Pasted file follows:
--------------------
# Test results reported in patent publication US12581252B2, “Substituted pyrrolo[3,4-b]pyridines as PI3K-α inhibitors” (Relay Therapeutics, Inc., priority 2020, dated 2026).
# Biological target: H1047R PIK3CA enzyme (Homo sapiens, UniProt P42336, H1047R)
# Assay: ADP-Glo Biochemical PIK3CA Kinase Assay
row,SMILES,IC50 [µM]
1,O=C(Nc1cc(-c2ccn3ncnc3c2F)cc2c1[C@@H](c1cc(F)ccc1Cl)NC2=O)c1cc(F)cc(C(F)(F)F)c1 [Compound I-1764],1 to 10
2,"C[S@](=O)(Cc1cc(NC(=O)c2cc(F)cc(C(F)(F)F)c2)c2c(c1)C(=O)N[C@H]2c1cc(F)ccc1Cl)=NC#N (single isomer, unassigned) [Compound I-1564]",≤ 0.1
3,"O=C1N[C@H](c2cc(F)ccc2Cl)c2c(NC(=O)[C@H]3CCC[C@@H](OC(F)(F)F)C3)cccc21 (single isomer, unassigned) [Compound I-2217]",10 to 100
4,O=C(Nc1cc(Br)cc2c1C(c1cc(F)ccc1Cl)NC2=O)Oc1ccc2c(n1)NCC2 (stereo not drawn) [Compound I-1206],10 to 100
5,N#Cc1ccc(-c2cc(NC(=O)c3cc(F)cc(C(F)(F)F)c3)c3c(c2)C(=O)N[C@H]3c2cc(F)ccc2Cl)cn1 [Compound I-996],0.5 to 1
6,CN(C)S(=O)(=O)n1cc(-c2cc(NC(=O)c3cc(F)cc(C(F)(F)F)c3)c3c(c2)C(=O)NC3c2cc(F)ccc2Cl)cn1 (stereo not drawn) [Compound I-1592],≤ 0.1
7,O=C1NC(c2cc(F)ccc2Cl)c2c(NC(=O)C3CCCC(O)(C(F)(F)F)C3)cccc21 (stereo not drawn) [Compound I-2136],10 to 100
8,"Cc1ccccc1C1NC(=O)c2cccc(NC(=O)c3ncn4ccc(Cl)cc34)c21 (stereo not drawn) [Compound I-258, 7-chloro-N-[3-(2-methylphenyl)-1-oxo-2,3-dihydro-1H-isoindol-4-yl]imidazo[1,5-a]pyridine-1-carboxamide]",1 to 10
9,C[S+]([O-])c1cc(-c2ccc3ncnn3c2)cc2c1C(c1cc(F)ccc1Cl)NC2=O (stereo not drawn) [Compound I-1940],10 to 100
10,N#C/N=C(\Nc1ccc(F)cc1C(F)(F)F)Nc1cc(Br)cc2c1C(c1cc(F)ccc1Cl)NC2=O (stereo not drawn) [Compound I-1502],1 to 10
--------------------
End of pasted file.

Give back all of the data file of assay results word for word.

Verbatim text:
# Test results reported in patent publication US12581252B2, “Substituted pyrrolo[3,4-b]pyridines as PI3K-α inhibitors” (Relay Therapeutics, Inc., priority 2020, dated 2026).
# Biological target: H1047R PIK3CA enzyme (Homo sapiens, UniProt P42336, H1047R)
# Assay: ADP-Glo Biochemical PIK3CA Kinase Assay
row,SMILES,IC50 [µM]
1,O=C(Nc1cc(-c2ccn3ncnc3c2F)cc2c1[C@@H](c1cc(F)ccc1Cl)NC2=O)c1cc(F)cc(C(F)(F)F)c1 [Compound I-1764],1 to 10
2,"C[S@](=O)(Cc1cc(NC(=O)c2cc(F)cc(C(F)(F)F)c2)c2c(c1)C(=O)N[C@H]2c1cc(F)ccc1Cl)=NC#N (single isomer, unassigned) [Compound I-1564]",≤ 0.1
3,"O=C1N[C@H](c2cc(F)ccc2Cl)c2c(NC(=O)[C@H]3CCC[C@@H](OC(F)(F)F)C3)cccc21 (single isomer, unassigned) [Compound I-2217]",10 to 100
4,O=C(Nc1cc(Br)cc2c1C(c1cc(F)ccc1Cl)NC2=O)Oc1ccc2c(n1)NCC2 (stereo not drawn) [Compound I-1206],10 to 100
5,N#Cc1ccc(-c2cc(NC(=O)c3cc(F)cc(C(F)(F)F)c3)c3c(c2)C(=O)N[C@H]3c2cc(F)ccc2Cl)cn1 [Compound I-996],0.5 to 1
6,CN(C)S(=O)(=O)n1cc(-c2cc(NC(=O)c3cc(F)cc(C(F)(F)F)c3)c3c(c2)C(=O)NC3c2cc(F)ccc2Cl)cn1 (stereo not drawn) [Compound I-1592],≤ 0.1
7,O=C1NC(c2cc(F)ccc2Cl)c2c(NC(=O)C3CCCC(O)(C(F)(F)F)C3)cccc21 (stereo not drawn) [Compound I-2136],10 to 100
8,"Cc1ccccc1C1NC(=O)c2cccc(NC(=O)c3ncn4ccc(Cl)cc34)c21 (stereo not drawn) [Compound I-258, 7-chloro-N-[3-(2-methylphenyl)-1-oxo-2,3-dihydro-1H-isoindol-4-yl]imidazo[1,5-a]pyridine-1-carboxamide]",1 to 10
9,C[S+]([O-])c1cc(-c2ccc3ncnn3c2)cc2c1C(c1cc(F)ccc1Cl)NC2=O (stereo not drawn) [Compound I-1940],10 to 100
10,N#C/N=C(\Nc1ccc(F)cc1C(F)(F)F)Nc1cc(Br)cc2c1C(c1cc(F)ccc1Cl)NC2=O (stereo not drawn) [Compound I-1502],1 to 10